The Global Brain

Linas Vepstas
4 min readOct 23, 2017

“The Global Brain” is the concept that, as we build higher-bandwidth connections between human brains, we integrate further into a collective global social intelligence. Cell phones and social media are just early examples of “higher bandwidth connections”. And that fabric is already inhabited by alien intelligences, artificial intelligences: search engines, for example.

This vision of the future has it that we, as individual bodies, co-exist on a global network of natural and artificial intelligence, becoming more highly interconnected, at ever higher speeds & feeds. The question is whether or not AGI/”hard takeoff” doesn’t happen until we’ve all got cellphones implanted in our skulls… For if we do, then we just go for a ride, along with it. At uncomfortable speeds, I suppose…

You may find the above two paragraphs to be unintelligible gobbledy-gook. Allow me to unpack it for a bit. (This entire essay started in a comment section elsewhere. Its not structured as a formal essay.)

Yes, we communicate by writing, speaking, posting photos and short animations but also by dancing, singing, funny facial expressions and body language. Yes, that communication is always “local” in the sense of having a limited audience (except for Psy’s Gangnam Style, which apparently the whole planet saw). All determinations and decisions to act are made locally, by individuals, who might band together into organizations. And all this is like it’s always been. And it will be like this into some indefinite future.

What is different is that the internet (social media) has disintermediated traditional media. In the past, crazy uncle Boris had an audience that consisted of local family gatherings, cocktail parties, and shouting from a soap-box on a street-corner. That’s it: maybe 50 people max. Social media allows the crazy uncle to reach a far far greater audience. To find others who share similar ideas. This changes the topics, the dialog itself.

In my youth, I found it very hard to find anyone interesting to talk to. It was a hell-hole of boring conversations with boring people. For me, social media has changed all that: I now have interesting people to talk to (like you). The topics I can now talk about are just so, so much richer, and I can impact the lives of others so, so much more. I’ve found my millieu. And I claim that its like this for many, if not most.

What are all the things that the human race is talking about? Well, some people talk about Aristotle. Aristotle, the carcass, has long been dust, but his ideas live on in writing, and continue to influence the thought of others. I want to call Aristotle a “meme” — a surviving, even living thought-entity inhabiting many brains (and many books). Aristotle lives, and we provide the energy to allow that idea-collection to live and mutate. Aristotle is a thought-pattern, surviving in the minds of various professors, students, and popular media.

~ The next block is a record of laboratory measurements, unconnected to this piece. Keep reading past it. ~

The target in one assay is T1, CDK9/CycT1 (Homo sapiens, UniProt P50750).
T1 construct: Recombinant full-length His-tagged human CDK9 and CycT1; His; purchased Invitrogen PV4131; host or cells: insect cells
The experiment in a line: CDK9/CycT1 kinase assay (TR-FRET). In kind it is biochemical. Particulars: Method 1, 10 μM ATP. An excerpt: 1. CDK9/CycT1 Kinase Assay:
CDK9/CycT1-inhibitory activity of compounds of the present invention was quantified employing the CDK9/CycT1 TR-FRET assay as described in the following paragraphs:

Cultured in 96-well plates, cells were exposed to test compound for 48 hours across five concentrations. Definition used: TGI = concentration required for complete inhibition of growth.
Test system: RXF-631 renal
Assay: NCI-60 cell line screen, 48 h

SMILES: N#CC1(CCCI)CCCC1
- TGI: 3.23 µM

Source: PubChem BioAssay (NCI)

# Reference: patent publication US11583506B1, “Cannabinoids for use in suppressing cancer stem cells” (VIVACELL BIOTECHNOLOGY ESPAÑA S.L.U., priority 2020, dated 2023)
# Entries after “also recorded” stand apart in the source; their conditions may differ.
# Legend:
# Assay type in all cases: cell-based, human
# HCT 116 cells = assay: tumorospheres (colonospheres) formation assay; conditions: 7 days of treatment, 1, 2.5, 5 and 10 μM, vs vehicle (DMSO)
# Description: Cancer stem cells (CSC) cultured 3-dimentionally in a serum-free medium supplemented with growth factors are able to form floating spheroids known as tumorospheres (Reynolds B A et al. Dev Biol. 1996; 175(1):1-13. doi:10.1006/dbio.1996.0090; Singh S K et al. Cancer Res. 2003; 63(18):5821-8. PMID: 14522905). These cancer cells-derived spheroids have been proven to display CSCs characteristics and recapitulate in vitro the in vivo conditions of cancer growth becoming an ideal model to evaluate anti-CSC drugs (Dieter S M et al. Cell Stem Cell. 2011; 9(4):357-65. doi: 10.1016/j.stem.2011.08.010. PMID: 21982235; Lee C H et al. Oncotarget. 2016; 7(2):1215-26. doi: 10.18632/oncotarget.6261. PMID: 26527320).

The global conversation is filled with such zillions of such “memes”. Another example of such a meme is “global warming denial”. Plenty of otherwise “normal” people give life to this meme, despite it’s obvious detriment to society and civilization. This meme is partly amplified by fake-news and twitterbots — by algorithms. Its not the only one, and it gets worse: there’s the vast complexity of propaganda; and now it is algorithmically amplified. Today, you can purchase billions of cpu-hours to create psychological profiles for entire populations, and automatically custom-tailor disinformation.

This is the world we live in: all these memes, all calling for our attention, all wishing to inhabit our brains. We let some in, we shut others out. What is the “global brain” thinking? It’s thinking all of these things, everywhere, all at once, in a global but decentralized fashion. All thoughts are local, yet the conversation is global.

Much of this is as it was before the Internet: in the past, there were “memes”, but the global conversation was dominated by professors, writers, newscasters, editors, celebrities, CEO’s, politicians, the intelligentsia. We call them “intelligentsia” because, for the most part, they were smart and they were educated. This was (still is) the “mainstream media”. What’s new is that social media has given a voice to the voiceless, which is both good and bad: some of the voiceless are really into Trump. Some of the other voiceless are using social media to try to figure out why. The things that the global brain is “thinking” is changing, and it is the Internet that allowed this change.

The place where AI/AGI plugs in is at this level. The AI is on the Internet, interacting with us. It’s not living in some cave in the Himilayas. As it gains intelligence, this will continue to be the case; it stays here, becomes a part of us. I suppose some skunk-works at some company could build a super-AI isolated in a cave, but the mainstream reality is that we become one with it: it helps us do our thinking for us, not unlike how search engines help us think today. And the scary part is that it’s not obviously benevolent: targeted advertising is annoying; targeted propaganda could be real bad news.

Don’t under-estimate the risk: “Stockholm syndrome” is a real thing. Patty Hearst had it. The Scientologists have fine-tuned it. I see no reason why some billionaires might not build on those foundations to develop an algorithmic brain-washing machine. It certainly seems possible.

Lets see .. I don’t want to end on that note, so let me end on this one: ponder on the ideas described here: — Can Basic Income Plus The Blockchain Build A New Economy and now imagine attaching AI to that infrastructure.